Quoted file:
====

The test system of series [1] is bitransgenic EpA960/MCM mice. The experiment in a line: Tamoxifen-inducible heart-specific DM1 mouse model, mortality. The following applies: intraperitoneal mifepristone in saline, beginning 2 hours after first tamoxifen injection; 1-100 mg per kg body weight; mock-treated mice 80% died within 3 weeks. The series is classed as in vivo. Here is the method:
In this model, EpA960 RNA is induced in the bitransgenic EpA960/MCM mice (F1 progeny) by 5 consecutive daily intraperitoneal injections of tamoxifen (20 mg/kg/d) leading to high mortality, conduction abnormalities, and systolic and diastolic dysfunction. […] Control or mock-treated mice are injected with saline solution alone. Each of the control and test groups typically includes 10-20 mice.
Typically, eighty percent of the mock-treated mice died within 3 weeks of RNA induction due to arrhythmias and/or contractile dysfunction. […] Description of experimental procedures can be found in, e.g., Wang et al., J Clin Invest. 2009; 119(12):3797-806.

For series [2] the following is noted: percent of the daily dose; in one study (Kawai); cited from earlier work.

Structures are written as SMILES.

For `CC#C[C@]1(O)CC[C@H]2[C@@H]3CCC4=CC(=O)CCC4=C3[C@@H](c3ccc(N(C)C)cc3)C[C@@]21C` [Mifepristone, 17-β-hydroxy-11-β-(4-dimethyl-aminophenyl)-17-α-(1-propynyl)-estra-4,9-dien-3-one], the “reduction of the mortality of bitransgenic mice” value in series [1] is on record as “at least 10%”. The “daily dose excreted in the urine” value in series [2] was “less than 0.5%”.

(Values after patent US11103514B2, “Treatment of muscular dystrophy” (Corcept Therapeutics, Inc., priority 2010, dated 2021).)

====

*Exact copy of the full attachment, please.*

The test system of series [1] is bitransgenic EpA960/MCM mice. The experiment in a line: Tamoxifen-inducible heart-specific DM1 mouse model, mortality. The following applies: intraperitoneal mifepristone in saline, beginning 2 hours after first tamoxifen injection; 1-100 mg per kg body weight; mock-treated mice 80% died within 3 weeks. The series is classed as in vivo. Here is the method:
In this model, EpA960 RNA is induced in the bitransgenic EpA960/MCM mice (F1 progeny) by 5 consecutive daily intraperitoneal injections of tamoxifen (20 mg/kg/d) leading to high mortality, conduction abnormalities, and systolic and diastolic dysfunction. […] Control or mock-treated mice are injected with saline solution alone. Each of the control and test groups typically includes 10-20 mice.
Typically, eighty percent of the mock-treated mice died within 3 weeks of RNA induction due to arrhythmias and/or contractile dysfunction. […] Description of experimental procedures can be found in, e.g., Wang et al., J Clin Invest. 2009; 119(12):3797-806.

For series [2] the following is noted: percent of the daily dose; in one study (Kawai); cited from earlier work.

Structures are written as SMILES.

For `CC#C[C@]1(O)CC[C@H]2[C@@H]3CCC4=CC(=O)CCC4=C3[C@@H](c3ccc(N(C)C)cc3)C[C@@]21C` [Mifepristone, 17-β-hydroxy-11-β-(4-dimethyl-aminophenyl)-17-α-(1-propynyl)-estra-4,9-dien-3-one], the “reduction of the mortality of bitransgenic mice” value in series [1] is on record as “at least 10%”. The “daily dose excreted in the urine” value in series [2] was “less than 0.5%”.

(Values after patent US11103514B2, “Treatment of muscular dystrophy” (Corcept Therapeutics, Inc., priority 2010, dated 2021).)